Signs one-five include forgetting things more frequently, losing track of date and time, not finding the right words, becoming withdrawn and less social, and finding it hard to complete familiar tasks.

Signs six-10 include putting things in unusual places, difficulty understanding what you see, trouble making informed careful decisions, regularly getting distracted and losing focus, and changes in mood and behaviour.

Read more: Daily brisk walk or bike ride 'may reduce older people's risk of Alzheimer's' (Yahoo Life UK, 5-min read)

(Alzheimer’s Society)
Do you know the 10 signs of dementia? (Alzheimer’s Society)

"Asking the same question over and over again is not called getting old, it's called getting ill," says Kate Lee, CEO of Alzheimer’s Society.

"If you're worried for yourself or someone you love, take the first step – come to Alzheimer's Society for support."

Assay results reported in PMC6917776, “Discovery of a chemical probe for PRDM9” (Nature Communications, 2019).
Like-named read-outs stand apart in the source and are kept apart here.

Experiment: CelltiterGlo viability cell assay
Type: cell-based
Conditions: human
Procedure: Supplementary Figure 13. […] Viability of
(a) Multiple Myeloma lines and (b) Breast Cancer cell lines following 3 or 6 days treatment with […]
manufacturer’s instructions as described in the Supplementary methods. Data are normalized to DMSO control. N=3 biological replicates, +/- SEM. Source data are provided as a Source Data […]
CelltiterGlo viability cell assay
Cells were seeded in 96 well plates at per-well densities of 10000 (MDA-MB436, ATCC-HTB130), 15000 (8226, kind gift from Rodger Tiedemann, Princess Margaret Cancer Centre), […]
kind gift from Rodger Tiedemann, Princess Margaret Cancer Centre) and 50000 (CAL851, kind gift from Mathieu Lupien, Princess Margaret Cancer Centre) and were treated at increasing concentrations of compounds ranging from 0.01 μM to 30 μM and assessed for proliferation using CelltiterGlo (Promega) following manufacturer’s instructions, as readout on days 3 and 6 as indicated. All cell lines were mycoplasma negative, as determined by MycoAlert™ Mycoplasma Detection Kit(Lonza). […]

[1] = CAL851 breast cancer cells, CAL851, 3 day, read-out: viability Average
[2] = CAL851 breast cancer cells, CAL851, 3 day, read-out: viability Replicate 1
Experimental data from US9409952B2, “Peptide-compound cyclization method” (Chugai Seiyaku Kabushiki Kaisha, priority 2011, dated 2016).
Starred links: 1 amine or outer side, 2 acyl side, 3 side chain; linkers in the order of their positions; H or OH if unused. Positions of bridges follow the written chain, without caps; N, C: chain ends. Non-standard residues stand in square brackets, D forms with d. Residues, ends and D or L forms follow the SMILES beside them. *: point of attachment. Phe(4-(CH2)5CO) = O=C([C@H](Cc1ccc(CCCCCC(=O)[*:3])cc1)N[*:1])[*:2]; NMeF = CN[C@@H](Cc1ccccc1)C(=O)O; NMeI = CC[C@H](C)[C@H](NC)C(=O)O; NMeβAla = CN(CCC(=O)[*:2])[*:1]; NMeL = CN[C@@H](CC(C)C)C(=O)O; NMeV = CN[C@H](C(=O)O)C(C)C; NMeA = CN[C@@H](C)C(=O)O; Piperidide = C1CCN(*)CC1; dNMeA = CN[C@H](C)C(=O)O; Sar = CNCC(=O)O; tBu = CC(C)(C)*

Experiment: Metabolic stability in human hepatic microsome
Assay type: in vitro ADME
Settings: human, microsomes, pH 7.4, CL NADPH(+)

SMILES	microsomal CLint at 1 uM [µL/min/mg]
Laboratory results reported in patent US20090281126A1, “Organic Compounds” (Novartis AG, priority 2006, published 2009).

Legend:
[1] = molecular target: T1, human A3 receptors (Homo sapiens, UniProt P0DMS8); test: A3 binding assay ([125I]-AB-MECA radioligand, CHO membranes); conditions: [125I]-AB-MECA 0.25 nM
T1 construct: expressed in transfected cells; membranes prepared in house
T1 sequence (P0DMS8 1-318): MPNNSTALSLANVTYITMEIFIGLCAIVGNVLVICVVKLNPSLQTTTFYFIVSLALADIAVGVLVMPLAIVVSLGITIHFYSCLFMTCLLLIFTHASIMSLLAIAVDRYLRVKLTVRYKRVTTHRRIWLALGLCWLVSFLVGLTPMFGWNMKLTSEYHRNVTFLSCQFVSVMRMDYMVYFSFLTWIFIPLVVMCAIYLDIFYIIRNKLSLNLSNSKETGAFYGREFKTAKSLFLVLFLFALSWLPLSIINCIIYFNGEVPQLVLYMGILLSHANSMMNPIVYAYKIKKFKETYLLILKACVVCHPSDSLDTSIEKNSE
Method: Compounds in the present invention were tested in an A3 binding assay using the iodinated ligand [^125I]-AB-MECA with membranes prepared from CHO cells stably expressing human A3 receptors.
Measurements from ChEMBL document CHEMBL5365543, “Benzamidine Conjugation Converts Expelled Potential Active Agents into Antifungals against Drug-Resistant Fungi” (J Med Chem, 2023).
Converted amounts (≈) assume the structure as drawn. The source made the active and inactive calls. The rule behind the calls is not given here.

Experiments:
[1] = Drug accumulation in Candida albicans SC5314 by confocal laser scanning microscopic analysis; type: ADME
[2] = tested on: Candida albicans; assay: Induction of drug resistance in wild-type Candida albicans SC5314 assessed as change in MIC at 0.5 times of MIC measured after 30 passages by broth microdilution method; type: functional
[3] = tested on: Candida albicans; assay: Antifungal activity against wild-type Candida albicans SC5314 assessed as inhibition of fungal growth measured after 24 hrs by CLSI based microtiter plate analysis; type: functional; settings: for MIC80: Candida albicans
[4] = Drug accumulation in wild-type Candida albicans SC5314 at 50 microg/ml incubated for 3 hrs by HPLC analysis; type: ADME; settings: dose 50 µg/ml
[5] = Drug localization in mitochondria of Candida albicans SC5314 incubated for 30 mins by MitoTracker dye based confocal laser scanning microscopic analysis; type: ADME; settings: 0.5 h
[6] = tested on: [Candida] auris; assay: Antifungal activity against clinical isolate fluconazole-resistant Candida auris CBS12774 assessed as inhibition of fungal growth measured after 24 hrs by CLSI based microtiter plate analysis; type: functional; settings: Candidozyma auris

Lee acknowledges getting a diagnosis can be daunting. "I know I was terrified when my mum got diagnosed. But it is worth it – over 9 in 10 people with dementia told us they benefited from getting a diagnosis – it gave them crucial access to treatment, care and support, and precious time to plan for the future," she says.

"With the pandemic causing diagnosis rates to plunge, it’s more important than ever to seek help. You don’t have to face dementia alone, we’re here to support everyone affected."

Read more: These are the key decades to get fit if you want to stave off dementia, study reveals (Yahoo Life UK, 2-min read)

(Alzheimer’s Society)
Certain lifestyle changes can help to lower your risk of developing dementia. (Alzheimer’s Society)

While it can be normal for memory to be affected by stress, tiredness, certain illnesses and medicines, if you're becoming increasingly forgetful (particularly if you're over the age of 65) it's a good idea to talk to a GP about the early signs of dementia, the NHS advises.

Alzheimer’s Society urges anyone worried about themselves or someone they love to take the first step and contact the charity for support. Support and more information about a diagnosis is just a phone call or a click away. Visit alzheimers.org.uk/memoryloss or call 0333 150 3456.

See the checklist for possible dementia symptoms in full.

Watch: Rugby union star opens up about dementia battle